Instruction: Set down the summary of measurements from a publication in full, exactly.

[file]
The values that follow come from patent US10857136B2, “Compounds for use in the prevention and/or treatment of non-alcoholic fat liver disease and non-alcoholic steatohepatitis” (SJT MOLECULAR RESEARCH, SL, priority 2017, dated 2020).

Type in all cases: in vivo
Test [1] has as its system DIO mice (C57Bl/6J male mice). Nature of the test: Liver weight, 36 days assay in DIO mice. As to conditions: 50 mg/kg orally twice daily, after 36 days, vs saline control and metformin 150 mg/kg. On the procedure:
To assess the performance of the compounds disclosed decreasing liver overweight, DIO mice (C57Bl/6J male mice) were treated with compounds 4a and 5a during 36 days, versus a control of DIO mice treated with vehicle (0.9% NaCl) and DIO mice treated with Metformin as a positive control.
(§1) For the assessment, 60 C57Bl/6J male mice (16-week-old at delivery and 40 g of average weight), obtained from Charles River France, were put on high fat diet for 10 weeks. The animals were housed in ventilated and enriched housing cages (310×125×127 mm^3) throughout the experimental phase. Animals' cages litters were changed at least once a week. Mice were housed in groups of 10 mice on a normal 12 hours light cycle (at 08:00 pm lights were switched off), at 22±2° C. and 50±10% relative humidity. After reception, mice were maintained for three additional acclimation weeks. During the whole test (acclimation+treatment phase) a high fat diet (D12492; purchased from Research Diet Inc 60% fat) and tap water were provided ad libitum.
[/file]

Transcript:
The values that follow come from patent US10857136B2, “Compounds for use in the prevention and/or treatment of non-alcoholic fat liver disease and non-alcoholic steatohepatitis” (SJT MOLECULAR RESEARCH, SL, priority 2017, dated 2020).

Type in all cases: in vivo
Test [1] has as its system DIO mice (C57Bl/6J male mice). Nature of the test: Liver weight, 36 days assay in DIO mice. As to conditions: 50 mg/kg orally twice daily, after 36 days, vs saline control and metformin 150 mg/kg. On the procedure:
To assess the performance of the compounds disclosed decreasing liver overweight, DIO mice (C57Bl/6J male mice) were treated with compounds 4a and 5a during 36 days, versus a control of DIO mice treated with vehicle (0.9% NaCl) and DIO mice treated with Metformin as a positive control.
(§1) For the assessment, 60 C57Bl/6J male mice (16-week-old at delivery and 40 g of average weight), obtained from Charles River France, were put on high fat diet for 10 weeks. The animals were housed in ventilated and enriched housing cages (310×125×127 mm^3) throughout the experimental phase. Animals' cages litters were changed at least once a week. Mice were housed in groups of 10 mice on a normal 12 hours light cycle (at 08:00 pm lights were switched off), at 22±2° C. and 50±10% relative humidity. After reception, mice were maintained for three additional acclimation weeks. During the whole test (acclimation+treatment phase) a high fat diet (D12492; purchased from Research Diet Inc 60% fat) and tap water were provided ad libitum.